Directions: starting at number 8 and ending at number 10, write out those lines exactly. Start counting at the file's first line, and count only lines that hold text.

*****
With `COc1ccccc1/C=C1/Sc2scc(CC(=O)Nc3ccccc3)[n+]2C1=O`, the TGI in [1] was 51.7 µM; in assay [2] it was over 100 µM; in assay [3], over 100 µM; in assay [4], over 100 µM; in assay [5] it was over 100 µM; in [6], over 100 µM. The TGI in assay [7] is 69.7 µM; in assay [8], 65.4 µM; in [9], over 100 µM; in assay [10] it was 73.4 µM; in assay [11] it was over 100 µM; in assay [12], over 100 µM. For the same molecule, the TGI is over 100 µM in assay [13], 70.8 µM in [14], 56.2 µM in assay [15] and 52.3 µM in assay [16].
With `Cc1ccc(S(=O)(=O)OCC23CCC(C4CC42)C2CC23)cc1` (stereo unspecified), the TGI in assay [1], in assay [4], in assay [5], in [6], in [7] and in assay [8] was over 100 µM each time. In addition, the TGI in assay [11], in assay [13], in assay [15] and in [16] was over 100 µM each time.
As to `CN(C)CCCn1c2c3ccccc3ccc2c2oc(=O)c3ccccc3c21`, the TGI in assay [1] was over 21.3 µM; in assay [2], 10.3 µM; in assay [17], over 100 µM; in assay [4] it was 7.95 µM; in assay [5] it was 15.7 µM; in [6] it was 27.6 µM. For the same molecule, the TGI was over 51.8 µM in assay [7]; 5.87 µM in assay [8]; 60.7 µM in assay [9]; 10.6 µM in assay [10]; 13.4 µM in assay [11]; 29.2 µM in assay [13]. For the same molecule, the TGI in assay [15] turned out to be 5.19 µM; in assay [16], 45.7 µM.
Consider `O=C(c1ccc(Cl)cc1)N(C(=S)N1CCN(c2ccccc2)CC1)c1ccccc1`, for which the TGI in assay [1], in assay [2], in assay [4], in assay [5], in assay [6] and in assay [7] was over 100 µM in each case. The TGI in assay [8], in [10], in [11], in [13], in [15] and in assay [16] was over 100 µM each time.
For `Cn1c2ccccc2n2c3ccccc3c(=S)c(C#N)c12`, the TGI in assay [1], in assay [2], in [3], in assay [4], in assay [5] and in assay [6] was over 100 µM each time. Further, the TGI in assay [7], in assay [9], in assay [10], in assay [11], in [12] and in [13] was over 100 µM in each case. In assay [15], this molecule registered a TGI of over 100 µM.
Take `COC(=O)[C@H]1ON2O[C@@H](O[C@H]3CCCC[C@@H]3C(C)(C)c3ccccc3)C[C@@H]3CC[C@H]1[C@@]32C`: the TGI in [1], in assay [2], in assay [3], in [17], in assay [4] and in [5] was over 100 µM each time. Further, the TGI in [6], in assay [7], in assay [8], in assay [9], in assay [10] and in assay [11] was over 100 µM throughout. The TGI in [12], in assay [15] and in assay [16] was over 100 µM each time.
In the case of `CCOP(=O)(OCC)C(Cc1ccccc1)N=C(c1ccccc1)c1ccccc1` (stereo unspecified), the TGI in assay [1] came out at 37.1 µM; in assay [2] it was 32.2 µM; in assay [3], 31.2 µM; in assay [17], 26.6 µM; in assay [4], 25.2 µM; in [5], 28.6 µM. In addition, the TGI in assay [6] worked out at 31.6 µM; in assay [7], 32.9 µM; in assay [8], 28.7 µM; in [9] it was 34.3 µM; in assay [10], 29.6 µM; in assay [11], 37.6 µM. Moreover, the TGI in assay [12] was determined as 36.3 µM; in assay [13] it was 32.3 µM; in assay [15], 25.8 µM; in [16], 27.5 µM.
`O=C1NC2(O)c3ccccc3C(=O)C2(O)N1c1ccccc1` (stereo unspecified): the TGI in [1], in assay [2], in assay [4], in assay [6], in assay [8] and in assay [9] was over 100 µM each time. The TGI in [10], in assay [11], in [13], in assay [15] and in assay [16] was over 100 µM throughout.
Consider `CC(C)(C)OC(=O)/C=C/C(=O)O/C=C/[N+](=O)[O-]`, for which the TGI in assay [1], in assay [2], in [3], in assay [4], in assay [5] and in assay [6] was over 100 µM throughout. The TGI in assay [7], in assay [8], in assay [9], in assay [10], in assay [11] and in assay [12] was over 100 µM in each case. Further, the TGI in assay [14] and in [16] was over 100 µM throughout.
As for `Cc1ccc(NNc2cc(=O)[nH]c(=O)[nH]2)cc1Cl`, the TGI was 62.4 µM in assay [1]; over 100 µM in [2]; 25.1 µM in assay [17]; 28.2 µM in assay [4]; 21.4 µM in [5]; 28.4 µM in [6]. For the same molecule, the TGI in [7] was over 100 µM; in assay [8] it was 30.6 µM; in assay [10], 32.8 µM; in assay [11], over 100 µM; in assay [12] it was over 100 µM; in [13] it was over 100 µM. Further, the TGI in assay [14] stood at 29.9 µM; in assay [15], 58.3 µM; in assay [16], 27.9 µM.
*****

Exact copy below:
`O=C1NC2(O)c3ccccc3C(=O)C2(O)N1c1ccccc1` (stereo unspecified): the TGI in [1], in assay [2], in assay [4], in assay [6], in assay [8] and in assay [9] was over 100 µM each time. The TGI in [10], in assay [11], in [13], in assay [15] and in assay [16] was over 100 µM throughout.
Consider `CC(C)(C)OC(=O)/C=C/C(=O)O/C=C/[N+](=O)[O-]`, for which the TGI in assay [1], in assay [2], in [3], in assay [4], in assay [5] and in assay [6] was over 100 µM throughout. The TGI in assay [7], in assay [8], in assay [9], in assay [10], in assay [11] and in assay [12] was over 100 µM in each case. Further, the TGI in assay [14] and in [16] was over 100 µM throughout.
As for `Cc1ccc(NNc2cc(=O)[nH]c(=O)[nH]2)cc1Cl`, the TGI was 62.4 µM in assay [1]; over 100 µM in [2]; 25.1 µM in assay [17]; 28.2 µM in assay [4]; 21.4 µM in [5]; 28.4 µM in [6]. For the same molecule, the TGI in [7] was over 100 µM; in assay [8] it was 30.6 µM; in assay [10], 32.8 µM; in assay [11], over 100 µM; in assay [12] it was over 100 µM; in [13] it was over 100 µM. Further, the TGI in assay [14] stood at 29.9 µM; in assay [15], 58.3 µM; in assay [16], 27.9 µM.